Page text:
FBI officials declared once again on Wednesday that “there is strong evidence that North Korea was behind the cyber attack on Sony and that the leadership will orchestrate further strikes against American targets.”
The reiteration of the FBI’s initial statement on its investigation was made at a cybersecurity conference in Manhattan.
“I have very high confidence about this attribution to North Korea, as does the entire intelligence community,” FBI Director James Comey said.
Comey confirmed that the Bureau believes North Korea sought to use proxy servers to conceal the Sony hack, but the hackers “got sloppy” and sent messages that could be traced to IP addresses used exclusively by the North Korean government.
— Eamon Javers (@EamonJavers) January 7, 2015
“The Sony attack also had ‘clear links’ to malware developed by North Korea,” he added. “The same tools were used in an attack last year on South Korean banks.”
He added that language used by Guardians of Peace, as the hacking group calls itself, also matches language used in other hack attacks attributed to North Korea.
Comey was reticent to reveal how U.S. officials came to the conclusion that North Korea was the culprit, however, saying: “It will happen again, and we have to preserve our methods and sources.”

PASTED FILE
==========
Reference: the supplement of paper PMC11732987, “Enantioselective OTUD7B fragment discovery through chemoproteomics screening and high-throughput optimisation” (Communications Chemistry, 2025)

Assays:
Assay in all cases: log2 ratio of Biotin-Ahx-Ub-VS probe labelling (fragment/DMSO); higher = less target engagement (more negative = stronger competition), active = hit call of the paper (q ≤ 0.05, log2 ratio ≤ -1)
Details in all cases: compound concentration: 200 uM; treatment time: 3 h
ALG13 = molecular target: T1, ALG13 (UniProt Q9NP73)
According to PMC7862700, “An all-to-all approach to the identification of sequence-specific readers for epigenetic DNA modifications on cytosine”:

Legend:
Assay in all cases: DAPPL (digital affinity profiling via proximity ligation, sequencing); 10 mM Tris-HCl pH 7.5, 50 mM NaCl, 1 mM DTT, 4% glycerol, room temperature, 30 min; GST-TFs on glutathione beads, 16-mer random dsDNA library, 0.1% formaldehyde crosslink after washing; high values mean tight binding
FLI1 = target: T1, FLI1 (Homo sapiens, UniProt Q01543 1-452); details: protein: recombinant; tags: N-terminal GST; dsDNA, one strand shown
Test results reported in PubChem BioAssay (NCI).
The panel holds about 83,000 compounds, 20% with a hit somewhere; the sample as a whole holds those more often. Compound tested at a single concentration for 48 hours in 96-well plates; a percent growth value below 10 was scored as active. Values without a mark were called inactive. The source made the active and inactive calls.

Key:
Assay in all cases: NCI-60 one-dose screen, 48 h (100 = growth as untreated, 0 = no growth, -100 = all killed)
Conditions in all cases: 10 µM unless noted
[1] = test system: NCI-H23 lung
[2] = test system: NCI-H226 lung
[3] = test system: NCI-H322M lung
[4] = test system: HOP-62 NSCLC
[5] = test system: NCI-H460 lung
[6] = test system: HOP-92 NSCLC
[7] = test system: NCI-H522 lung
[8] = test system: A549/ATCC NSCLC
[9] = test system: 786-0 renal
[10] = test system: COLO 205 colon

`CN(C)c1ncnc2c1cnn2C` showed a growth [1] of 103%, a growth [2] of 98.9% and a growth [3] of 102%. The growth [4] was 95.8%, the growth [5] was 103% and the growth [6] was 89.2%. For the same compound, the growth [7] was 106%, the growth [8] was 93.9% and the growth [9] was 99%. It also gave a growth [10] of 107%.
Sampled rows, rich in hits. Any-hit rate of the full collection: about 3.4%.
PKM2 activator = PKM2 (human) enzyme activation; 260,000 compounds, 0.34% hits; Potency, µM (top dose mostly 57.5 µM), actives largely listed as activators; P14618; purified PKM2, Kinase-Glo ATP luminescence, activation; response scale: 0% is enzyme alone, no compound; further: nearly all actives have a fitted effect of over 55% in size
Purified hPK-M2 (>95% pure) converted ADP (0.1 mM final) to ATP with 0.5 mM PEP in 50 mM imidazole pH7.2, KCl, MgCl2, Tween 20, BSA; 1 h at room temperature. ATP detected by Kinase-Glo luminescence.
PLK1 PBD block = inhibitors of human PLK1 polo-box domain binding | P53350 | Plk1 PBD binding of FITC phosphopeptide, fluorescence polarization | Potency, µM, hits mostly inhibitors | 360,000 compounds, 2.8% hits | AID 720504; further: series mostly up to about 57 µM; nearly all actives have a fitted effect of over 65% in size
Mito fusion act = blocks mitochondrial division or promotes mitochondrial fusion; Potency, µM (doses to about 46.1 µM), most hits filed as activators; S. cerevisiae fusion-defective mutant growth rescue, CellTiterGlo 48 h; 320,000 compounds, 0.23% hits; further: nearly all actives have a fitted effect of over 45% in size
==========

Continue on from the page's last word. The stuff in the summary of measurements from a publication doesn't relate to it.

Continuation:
National Intelligence Director James Clapper stated earlier on Wednesday that North Korea will continue to attack American interests unless the U.S. pushes back, and claimed that he actually dined with the man responsible for coordinating the hack for the North Korean government during a recent visit to North Korea on a mission to retrieve two Americans being held captive.
Clapper said he had dinner with General Kim Yong-chol, the man “in charge of the Reconnaissance General Bureau, the RGB, who’s the organization responsible for overseeing the attack against Sony,” in November, before the FBI named North Korea in the Sony scandal.
Meanwhile, South Korea’s defense ministry accused Kim Jong Un of using 6000-strong cyber army to launch attacks on its military and government, and of targeting organizations overseas.
“North Korea may now be able to hit the U.S. mainland with nuclear warheads thanks to advances in rocket technology and efforts to minimise the radioactive bombs,” Seoul's defense ministry said earlier this week.
U.S. cybersecurity experts maintain that they have solid evidence that a former employee, and not Pyongyang, helped hack Sony’s computer system. They claim to have narrowed their list of suspects down to six people.
Sony's network was crippled by hackers in November as the company prepared to release The Interview on Christmas Day. The movie includes a fictional plot to assassinate North Korean leader Kim Jong Un. The attack included online leaks of unreleased movies and emails that humiliated executives and Hollywood personalities.